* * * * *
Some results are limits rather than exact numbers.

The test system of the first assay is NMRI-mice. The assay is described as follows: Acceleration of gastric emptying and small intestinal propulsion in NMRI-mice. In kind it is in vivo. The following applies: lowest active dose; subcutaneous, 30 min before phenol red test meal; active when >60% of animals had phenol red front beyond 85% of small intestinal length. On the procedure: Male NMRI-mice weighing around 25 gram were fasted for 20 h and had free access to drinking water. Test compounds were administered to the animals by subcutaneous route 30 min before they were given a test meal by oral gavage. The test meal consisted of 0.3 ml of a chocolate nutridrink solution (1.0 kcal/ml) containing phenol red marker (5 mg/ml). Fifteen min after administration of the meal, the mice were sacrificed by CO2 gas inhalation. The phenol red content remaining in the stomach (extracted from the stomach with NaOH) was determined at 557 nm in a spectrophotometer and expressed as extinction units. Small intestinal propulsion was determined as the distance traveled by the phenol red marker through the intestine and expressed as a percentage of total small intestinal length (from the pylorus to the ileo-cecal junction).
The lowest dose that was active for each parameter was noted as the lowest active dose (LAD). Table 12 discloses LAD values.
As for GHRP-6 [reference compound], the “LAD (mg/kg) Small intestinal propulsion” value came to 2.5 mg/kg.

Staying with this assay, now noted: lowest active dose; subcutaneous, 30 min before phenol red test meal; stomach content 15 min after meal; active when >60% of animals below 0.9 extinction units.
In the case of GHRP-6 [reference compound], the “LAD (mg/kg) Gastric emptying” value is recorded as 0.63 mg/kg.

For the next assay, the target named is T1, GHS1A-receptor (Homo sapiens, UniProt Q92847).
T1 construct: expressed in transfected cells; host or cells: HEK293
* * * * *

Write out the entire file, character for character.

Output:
Some results are limits rather than exact numbers.

The test system of the first assay is NMRI-mice. The assay is described as follows: Acceleration of gastric emptying and small intestinal propulsion in NMRI-mice. In kind it is in vivo. The following applies: lowest active dose; subcutaneous, 30 min before phenol red test meal; active when >60% of animals had phenol red front beyond 85% of small intestinal length. On the procedure: Male NMRI-mice weighing around 25 gram were fasted for 20 h and had free access to drinking water. Test compounds were administered to the animals by subcutaneous route 30 min before they were given a test meal by oral gavage. The test meal consisted of 0.3 ml of a chocolate nutridrink solution (1.0 kcal/ml) containing phenol red marker (5 mg/ml). Fifteen min after administration of the meal, the mice were sacrificed by CO2 gas inhalation. The phenol red content remaining in the stomach (extracted from the stomach with NaOH) was determined at 557 nm in a spectrophotometer and expressed as extinction units. Small intestinal propulsion was determined as the distance traveled by the phenol red marker through the intestine and expressed as a percentage of total small intestinal length (from the pylorus to the ileo-cecal junction).
The lowest dose that was active for each parameter was noted as the lowest active dose (LAD). Table 12 discloses LAD values.
As for GHRP-6 [reference compound], the “LAD (mg/kg) Small intestinal propulsion” value came to 2.5 mg/kg.

Staying with this assay, now noted: lowest active dose; subcutaneous, 30 min before phenol red test meal; stomach content 15 min after meal; active when >60% of animals below 0.9 extinction units.
In the case of GHRP-6 [reference compound], the “LAD (mg/kg) Gastric emptying” value is recorded as 0.63 mg/kg.

For the next assay, the target named is T1, GHS1A-receptor (Homo sapiens, UniProt Q92847).
T1 construct: expressed in transfected cells; host or cells: HEK293